Global Good Practice Notes

NOTE 15: Social Media for Rural Advisory Services

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Social media refers to the web-based tools and media that allow users to personally and informally interact, create, share, retrieve, and exchange information and ideas in virtual communities and networks. Social media includes social networking sites, blogs and microblogs, online forums, discussion boards and groups, wikis, socially integrated text messaging services, videos and podcasts, and many more. Rural advisory services (RAS) have seen enormous changes in the 21st Century that require interaction among multiple stakeholders ‒ public, private, and non-profit – and learning to take collective action.

Note 3: Mobile Based Bundled Services

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Smallholder farmers in developing countries face a number of challenges that impact their productivity and contribution to food security. These include lack of access to financial services (credit, savings, and micro-insurance) and limited access to rural advisory services.

NOTE 0: Overview of extension philosophies and methods

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NOTE 1: Innovation Platforms

inno p sFarmers, agri-business and service providers have to innovate continuously to adapt to an ever-changing environment (including markets, climate and resources). Innovation is about putting ideas that are new to a certain location into practice, and in this way changing the situation of those living in this area for the better. These “ideas” can be a new way of irrigating a field (i.e. a technology), a new way of organizing women farmers to bulk their produce (i.e. an organizational innovation), or a new policy that supports smallholders in getting bank loans (i.e. an institutional innovation). In agriculture, innovation often involves a combination of these different types of changes. For example: a new way of diverting water to fields requires that the farmers organize themselves in water use associations, which must in turn be supported by the local authorities.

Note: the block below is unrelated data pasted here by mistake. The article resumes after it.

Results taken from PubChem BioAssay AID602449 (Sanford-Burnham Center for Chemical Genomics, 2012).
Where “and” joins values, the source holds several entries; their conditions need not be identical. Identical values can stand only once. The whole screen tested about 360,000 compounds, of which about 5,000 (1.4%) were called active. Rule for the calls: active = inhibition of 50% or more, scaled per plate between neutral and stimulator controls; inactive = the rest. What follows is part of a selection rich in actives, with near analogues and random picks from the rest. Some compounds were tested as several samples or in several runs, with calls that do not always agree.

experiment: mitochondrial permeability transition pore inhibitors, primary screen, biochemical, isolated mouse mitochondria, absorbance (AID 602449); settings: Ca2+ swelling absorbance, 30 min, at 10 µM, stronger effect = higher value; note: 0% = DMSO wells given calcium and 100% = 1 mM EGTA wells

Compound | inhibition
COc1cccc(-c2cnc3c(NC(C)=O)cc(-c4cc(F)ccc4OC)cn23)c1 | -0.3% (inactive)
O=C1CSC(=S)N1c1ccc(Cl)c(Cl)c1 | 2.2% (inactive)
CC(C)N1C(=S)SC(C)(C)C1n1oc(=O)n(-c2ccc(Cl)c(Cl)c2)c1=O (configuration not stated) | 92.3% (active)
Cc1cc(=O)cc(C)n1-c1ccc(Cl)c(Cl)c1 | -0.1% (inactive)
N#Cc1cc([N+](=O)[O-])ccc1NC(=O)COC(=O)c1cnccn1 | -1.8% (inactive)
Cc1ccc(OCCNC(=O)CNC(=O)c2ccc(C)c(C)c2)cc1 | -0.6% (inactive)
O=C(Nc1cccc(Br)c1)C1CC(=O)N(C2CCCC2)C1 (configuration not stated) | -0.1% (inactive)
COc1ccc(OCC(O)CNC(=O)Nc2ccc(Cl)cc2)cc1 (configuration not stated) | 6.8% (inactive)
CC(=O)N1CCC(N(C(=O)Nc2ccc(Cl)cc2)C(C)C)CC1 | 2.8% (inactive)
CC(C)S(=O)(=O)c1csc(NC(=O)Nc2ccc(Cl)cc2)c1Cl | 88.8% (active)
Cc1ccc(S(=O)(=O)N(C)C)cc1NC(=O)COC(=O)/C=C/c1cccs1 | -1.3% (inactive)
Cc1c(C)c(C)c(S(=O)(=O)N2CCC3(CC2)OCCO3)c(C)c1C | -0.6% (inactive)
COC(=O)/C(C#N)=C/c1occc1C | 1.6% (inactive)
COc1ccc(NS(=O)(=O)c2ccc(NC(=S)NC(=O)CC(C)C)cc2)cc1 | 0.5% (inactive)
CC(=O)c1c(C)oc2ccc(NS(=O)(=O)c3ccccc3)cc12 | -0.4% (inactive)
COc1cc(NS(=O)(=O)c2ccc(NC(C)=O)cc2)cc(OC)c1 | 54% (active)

There is plenty of information available in the public domain that covers various aspects of extension and know-how about new methodologies for implementation.  However this information is often scattered and presented in complex academic language. Hence practitioners, who often have very limited time and/or may only have basic formal education, find it difficult to make use of this information.  

The Global Good Practices Initiative aims to bridge this gap by providing information about extension approaches and methods in easy-to-understand formats. As part of this effort, it makes “Good Practice Notes” available to all on a downloadable website.

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